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Paul G. Stevens

In the World of Labor

(24 February 1940)

From Socialist Appeal, Vol. IV No. 8, 24 February 1940, p. 4.
Transcribed & marked up by Einde O’ Callaghan for the Encyclopaedia of Trotskyism On-Line (ETOL).

Increased Attacks Against Our Belgian Comrades?

This week United Press carried the following dispatch from Brussels:

“The Cabinet, which met unexpectedly today, was reported to have discussed means of strengthening legislation against persons disturbing internal order. It was believed that the Cabinet was anxious to suppress the activities of communist agitators who, it was alleged, recently provoked strikes, especially among coal miners.”

The most recent strikes among Belgian miners were those of the Levant de Flenu company in the Borinage region, the traditional stronghold of our Belgian comrades, the Revolutionary Socialist Party (P.S.R.). Several weeks ago this column reported suppression of the party’s legal organ La Lutte Ouvrière and its reappearance under the title L’Action Socialiste. The paper had to change from the mining region to Brussels. It is consequently safe to assume that the Cabinet action is directed against our Belgian miner comrades.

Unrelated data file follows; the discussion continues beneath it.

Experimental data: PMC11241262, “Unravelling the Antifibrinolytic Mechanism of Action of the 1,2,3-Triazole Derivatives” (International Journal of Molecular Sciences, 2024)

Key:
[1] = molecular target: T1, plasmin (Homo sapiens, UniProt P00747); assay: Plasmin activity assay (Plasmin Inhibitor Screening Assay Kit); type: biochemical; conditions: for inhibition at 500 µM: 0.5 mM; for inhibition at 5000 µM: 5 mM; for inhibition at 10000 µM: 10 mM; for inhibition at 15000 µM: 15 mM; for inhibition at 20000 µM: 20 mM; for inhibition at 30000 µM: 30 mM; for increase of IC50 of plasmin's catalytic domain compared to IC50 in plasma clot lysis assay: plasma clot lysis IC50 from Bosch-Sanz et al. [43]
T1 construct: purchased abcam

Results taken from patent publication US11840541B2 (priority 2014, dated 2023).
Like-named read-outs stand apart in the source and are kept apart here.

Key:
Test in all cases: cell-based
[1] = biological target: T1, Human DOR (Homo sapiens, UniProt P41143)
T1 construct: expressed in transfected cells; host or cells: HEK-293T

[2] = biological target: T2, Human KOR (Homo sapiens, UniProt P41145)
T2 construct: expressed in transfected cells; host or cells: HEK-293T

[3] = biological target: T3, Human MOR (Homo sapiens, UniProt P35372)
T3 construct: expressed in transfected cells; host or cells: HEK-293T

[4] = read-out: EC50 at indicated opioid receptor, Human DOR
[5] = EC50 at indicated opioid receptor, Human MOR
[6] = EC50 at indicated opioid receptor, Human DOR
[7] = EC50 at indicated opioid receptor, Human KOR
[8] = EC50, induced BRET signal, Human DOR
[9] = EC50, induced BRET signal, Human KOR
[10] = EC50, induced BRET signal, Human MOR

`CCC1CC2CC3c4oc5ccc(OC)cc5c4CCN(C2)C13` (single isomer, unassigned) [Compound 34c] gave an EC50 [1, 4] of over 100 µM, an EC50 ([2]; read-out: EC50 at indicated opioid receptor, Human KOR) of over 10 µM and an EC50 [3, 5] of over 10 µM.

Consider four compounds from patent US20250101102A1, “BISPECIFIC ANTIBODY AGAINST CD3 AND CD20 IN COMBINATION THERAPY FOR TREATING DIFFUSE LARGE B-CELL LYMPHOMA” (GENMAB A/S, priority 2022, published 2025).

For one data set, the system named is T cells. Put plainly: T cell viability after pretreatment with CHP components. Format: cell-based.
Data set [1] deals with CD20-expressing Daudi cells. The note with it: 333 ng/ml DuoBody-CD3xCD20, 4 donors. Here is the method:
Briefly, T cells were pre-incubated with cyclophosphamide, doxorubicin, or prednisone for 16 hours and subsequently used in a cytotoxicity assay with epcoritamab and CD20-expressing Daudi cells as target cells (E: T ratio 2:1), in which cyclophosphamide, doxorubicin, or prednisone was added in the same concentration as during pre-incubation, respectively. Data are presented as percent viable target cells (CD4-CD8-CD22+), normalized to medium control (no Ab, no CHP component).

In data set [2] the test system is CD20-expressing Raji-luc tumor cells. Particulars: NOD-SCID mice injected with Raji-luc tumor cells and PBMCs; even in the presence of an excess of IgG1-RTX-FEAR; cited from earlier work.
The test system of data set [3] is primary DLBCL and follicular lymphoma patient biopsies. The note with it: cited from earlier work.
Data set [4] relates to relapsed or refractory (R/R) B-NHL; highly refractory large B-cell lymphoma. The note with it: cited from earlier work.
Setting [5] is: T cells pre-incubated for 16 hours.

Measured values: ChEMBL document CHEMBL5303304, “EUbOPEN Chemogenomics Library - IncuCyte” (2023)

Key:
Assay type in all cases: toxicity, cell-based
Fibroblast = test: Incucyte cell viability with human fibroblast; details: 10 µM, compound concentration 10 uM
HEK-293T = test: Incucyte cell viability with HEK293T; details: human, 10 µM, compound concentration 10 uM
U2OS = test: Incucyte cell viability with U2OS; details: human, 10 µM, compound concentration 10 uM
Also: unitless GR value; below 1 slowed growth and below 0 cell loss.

Despite all previous attempts to drive them underground, our comrades have shown a remarkable ability to readjust themselves under fire. Their deep roots among the Borinage proletariat have assured the continuity of their work. If their past performance is any indication, they will be able with the aid of their devoted following in the pits to overcome even these latest moves of the government. Their heroic resistance to the war preparations of Belgian capitalism is an example of the vitality of the Fourth International under increasingly difficult conditions.

Only Fourth Internationalists Fight Against War in Canada

From Canada we have just received the latest issue of Socialist Action, the excellent little sheet put out illegally by our Canadian comrades.

Of all the working class organizations in that country, the section of the Fourth International is the only one that is actively engaged in the struggle against war. The reformist Canadian Commonwealth Federation (Second International) has gone completely patriotic under the leadership of its parliamentary whip, Coldwell. The pacifist wing under Woodsworth, which repeatedly wrote a rather strong anti-war plank into the party’s program at the Federation’s conventions in recent years, has completely capitulated to the war-mongering leadership of its parliamentary representatives, although it has been known to have a majority in the membership. The Stalinist party seems to have disappeared from the field of public action altogether after the switch in line that followed the conclusion of the Stalin-Hitler pact. At the outbreak of the war in September it was still for the support of the “democratic” powers. Only our comrades carry on the strong anti-war tradition of the Canadian workers.

In the elections to parliament which are now going on as a result of the dissolution of the lower house by Prime Minister McKenzie King, the C.C.F. is agitating along avowedly imperialist lines. At a recent meeting, Coldwell made the following declaration for his party, according to Socialist Action: